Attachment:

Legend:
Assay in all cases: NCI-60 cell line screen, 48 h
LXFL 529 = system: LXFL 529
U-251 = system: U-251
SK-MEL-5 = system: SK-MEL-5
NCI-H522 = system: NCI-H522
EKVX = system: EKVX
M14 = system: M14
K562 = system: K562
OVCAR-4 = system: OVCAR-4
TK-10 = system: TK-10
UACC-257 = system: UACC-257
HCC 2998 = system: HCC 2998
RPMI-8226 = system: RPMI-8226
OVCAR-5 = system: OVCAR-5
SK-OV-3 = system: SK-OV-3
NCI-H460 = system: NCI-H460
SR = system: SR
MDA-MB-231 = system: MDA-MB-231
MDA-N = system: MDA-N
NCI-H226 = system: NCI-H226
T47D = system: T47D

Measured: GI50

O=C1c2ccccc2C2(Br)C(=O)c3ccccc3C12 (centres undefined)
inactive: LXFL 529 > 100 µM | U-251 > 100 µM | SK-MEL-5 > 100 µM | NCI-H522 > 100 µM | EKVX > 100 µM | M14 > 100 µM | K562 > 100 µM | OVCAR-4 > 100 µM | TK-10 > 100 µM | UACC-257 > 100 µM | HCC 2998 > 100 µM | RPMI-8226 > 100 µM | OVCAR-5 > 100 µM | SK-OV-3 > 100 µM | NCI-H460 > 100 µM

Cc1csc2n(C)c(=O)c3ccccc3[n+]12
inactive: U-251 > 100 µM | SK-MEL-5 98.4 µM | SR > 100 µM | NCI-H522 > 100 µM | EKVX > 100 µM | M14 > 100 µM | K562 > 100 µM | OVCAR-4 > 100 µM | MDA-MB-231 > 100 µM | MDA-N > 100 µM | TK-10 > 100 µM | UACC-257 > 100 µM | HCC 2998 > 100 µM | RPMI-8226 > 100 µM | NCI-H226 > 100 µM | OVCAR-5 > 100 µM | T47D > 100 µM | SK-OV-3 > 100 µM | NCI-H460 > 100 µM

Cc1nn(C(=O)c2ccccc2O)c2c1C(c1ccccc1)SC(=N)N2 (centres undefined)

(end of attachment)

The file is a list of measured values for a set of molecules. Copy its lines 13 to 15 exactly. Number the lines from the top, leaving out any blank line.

HCC 2998 = system: HCC 2998
RPMI-8226 = system: RPMI-8226
OVCAR-5 = system: OVCAR-5